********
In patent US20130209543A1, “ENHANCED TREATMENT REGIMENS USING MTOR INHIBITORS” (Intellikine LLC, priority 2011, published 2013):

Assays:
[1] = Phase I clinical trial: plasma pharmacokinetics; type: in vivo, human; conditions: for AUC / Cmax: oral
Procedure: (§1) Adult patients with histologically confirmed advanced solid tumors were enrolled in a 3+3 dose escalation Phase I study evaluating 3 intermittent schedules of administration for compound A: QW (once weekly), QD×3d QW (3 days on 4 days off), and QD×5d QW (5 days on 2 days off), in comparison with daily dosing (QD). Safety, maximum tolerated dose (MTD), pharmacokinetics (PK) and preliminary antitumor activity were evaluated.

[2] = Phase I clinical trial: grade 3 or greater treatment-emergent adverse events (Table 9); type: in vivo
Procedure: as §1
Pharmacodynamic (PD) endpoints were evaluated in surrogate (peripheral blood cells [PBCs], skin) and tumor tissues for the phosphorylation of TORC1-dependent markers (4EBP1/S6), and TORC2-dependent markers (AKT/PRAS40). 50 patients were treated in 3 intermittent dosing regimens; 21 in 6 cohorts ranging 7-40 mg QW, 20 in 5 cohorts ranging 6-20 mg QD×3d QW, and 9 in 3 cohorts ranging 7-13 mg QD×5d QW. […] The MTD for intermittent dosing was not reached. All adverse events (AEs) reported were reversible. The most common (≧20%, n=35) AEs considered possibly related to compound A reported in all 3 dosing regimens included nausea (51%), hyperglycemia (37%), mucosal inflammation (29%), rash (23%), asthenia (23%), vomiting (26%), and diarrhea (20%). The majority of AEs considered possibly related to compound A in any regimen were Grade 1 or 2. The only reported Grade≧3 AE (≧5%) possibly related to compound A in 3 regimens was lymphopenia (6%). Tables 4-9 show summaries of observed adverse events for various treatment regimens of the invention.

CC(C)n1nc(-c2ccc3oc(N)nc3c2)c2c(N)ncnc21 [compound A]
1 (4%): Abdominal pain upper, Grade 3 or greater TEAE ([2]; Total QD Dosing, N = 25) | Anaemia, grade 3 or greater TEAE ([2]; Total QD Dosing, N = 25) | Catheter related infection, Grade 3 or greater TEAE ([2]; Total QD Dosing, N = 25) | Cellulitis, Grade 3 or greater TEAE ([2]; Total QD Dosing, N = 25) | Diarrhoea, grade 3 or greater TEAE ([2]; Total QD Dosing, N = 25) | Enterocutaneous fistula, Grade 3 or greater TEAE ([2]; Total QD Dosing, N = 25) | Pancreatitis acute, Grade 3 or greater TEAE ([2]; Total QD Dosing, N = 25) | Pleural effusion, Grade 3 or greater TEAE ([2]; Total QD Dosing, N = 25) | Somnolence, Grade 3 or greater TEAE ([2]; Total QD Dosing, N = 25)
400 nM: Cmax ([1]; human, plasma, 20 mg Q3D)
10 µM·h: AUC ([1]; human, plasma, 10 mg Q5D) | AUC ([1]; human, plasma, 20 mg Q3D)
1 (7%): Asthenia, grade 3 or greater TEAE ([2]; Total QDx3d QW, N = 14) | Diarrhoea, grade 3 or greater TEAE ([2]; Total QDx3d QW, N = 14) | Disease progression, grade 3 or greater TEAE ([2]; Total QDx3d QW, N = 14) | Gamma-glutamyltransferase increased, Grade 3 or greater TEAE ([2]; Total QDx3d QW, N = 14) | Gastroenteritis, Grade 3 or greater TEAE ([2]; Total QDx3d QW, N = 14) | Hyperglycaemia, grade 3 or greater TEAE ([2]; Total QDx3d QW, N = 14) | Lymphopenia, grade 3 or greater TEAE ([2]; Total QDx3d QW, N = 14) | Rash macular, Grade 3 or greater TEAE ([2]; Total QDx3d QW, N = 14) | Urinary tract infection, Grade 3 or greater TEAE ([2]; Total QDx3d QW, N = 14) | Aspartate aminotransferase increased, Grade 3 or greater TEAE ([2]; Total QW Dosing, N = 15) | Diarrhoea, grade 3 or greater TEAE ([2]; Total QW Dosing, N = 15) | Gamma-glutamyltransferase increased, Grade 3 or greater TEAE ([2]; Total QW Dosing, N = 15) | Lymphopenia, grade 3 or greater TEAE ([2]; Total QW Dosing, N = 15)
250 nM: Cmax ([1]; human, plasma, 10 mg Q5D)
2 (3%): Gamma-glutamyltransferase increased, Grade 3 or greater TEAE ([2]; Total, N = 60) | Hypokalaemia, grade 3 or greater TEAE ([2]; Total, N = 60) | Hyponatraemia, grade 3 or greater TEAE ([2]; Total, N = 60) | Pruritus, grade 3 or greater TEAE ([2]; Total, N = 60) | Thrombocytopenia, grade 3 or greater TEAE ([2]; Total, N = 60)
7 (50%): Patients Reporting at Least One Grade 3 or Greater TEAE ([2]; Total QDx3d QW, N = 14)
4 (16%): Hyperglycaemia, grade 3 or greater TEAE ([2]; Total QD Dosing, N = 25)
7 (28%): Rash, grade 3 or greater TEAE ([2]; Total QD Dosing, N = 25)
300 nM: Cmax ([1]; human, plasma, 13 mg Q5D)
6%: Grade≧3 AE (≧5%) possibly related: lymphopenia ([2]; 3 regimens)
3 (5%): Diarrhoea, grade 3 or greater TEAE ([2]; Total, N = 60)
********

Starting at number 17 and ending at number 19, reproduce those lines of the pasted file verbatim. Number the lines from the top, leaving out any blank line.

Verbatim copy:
7 (28%): Rash, grade 3 or greater TEAE ([2]; Total QD Dosing, N = 25)
300 nM: Cmax ([1]; human, plasma, 13 mg Q5D)
6%: Grade≧3 AE (≧5%) possibly related: lymphopenia ([2]; 3 regimens)